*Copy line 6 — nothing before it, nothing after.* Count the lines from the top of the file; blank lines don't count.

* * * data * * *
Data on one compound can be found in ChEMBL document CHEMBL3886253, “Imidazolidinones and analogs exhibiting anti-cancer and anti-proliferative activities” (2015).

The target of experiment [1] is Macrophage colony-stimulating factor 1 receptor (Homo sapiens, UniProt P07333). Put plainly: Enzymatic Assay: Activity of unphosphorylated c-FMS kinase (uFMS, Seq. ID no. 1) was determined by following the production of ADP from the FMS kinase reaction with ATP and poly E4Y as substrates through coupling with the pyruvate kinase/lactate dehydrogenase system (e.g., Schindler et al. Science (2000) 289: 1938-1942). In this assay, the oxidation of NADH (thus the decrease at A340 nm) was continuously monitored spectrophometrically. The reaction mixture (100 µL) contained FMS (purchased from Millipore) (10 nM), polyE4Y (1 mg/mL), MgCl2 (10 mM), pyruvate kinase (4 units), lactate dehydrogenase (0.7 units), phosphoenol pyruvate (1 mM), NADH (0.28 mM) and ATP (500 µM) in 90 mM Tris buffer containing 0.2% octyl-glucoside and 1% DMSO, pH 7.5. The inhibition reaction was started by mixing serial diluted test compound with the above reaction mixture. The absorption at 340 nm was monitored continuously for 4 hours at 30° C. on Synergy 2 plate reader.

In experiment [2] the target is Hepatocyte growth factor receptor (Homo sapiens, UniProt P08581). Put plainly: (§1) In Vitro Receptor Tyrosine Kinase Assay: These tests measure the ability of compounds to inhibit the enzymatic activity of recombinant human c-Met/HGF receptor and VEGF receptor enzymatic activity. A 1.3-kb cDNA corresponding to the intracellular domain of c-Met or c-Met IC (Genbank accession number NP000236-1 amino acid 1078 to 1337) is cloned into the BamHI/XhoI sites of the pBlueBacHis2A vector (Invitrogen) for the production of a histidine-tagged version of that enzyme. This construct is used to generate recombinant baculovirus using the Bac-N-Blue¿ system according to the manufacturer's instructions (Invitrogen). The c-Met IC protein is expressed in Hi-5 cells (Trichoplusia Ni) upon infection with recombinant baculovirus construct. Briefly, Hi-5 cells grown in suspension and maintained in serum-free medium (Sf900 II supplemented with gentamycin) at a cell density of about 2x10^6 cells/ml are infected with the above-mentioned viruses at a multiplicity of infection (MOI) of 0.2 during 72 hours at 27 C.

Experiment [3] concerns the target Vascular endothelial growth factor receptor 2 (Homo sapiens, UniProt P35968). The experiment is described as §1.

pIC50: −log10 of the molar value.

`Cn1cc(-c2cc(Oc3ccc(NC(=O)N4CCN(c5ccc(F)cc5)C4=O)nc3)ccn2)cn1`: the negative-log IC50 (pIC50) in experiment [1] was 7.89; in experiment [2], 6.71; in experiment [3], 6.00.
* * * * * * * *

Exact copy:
`Cn1cc(-c2cc(Oc3ccc(NC(=O)N4CCN(c5ccc(F)cc5)C4=O)nc3)ccn2)cn1`: the negative-log IC50 (pIC50) in experiment [1] was 7.89; in experiment [2], 6.71; in experiment [3], 6.00.